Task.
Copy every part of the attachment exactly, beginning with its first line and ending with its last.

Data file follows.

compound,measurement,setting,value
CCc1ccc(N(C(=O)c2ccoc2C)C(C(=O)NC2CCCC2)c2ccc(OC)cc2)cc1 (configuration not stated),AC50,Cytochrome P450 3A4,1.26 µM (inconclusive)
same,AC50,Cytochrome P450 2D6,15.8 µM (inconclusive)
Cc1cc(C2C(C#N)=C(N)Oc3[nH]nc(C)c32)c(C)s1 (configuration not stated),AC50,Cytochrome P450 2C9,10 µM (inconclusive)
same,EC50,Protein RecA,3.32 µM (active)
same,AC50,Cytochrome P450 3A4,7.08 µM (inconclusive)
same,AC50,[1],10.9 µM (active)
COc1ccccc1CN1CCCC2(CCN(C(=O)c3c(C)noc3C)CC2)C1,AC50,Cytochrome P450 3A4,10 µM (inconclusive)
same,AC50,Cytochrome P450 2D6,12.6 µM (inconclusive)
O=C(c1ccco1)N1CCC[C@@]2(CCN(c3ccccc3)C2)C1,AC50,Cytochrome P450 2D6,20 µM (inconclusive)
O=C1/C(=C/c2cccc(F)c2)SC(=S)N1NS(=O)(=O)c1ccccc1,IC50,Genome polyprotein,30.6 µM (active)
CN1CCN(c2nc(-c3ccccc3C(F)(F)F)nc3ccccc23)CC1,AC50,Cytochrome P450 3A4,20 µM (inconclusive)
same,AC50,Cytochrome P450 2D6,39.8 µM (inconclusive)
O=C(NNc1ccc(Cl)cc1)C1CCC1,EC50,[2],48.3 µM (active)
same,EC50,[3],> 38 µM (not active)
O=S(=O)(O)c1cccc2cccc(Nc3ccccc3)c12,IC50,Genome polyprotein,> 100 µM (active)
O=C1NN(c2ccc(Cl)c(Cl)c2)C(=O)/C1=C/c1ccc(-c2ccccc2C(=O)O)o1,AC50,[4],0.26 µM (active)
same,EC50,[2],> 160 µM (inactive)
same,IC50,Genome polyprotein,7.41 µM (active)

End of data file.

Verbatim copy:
compound,measurement,setting,value
CCc1ccc(N(C(=O)c2ccoc2C)C(C(=O)NC2CCCC2)c2ccc(OC)cc2)cc1 (configuration not stated),AC50,Cytochrome P450 3A4,1.26 µM (inconclusive)
same,AC50,Cytochrome P450 2D6,15.8 µM (inconclusive)
Cc1cc(C2C(C#N)=C(N)Oc3[nH]nc(C)c32)c(C)s1 (configuration not stated),AC50,Cytochrome P450 2C9,10 µM (inconclusive)
same,EC50,Protein RecA,3.32 µM (active)
same,AC50,Cytochrome P450 3A4,7.08 µM (inconclusive)
same,AC50,[1],10.9 µM (active)
COc1ccccc1CN1CCCC2(CCN(C(=O)c3c(C)noc3C)CC2)C1,AC50,Cytochrome P450 3A4,10 µM (inconclusive)
same,AC50,Cytochrome P450 2D6,12.6 µM (inconclusive)
O=C(c1ccco1)N1CCC[C@@]2(CCN(c3ccccc3)C2)C1,AC50,Cytochrome P450 2D6,20 µM (inconclusive)
O=C1/C(=C/c2cccc(F)c2)SC(=S)N1NS(=O)(=O)c1ccccc1,IC50,Genome polyprotein,30.6 µM (active)
CN1CCN(c2nc(-c3ccccc3C(F)(F)F)nc3ccccc23)CC1,AC50,Cytochrome P450 3A4,20 µM (inconclusive)
same,AC50,Cytochrome P450 2D6,39.8 µM (inconclusive)
O=C(NNc1ccc(Cl)cc1)C1CCC1,EC50,[2],48.3 µM (active)
same,EC50,[3],> 38 µM (not active)
O=S(=O)(O)c1cccc2cccc(Nc3ccccc3)c12,IC50,Genome polyprotein,> 100 µM (active)
O=C1NN(c2ccc(Cl)c(Cl)c2)C(=O)/C1=C/c1ccc(-c2ccccc2C(=O)O)o1,AC50,[4],0.26 µM (active)
same,EC50,[2],> 160 µM (inactive)
same,IC50,Genome polyprotein,7.41 µM (active)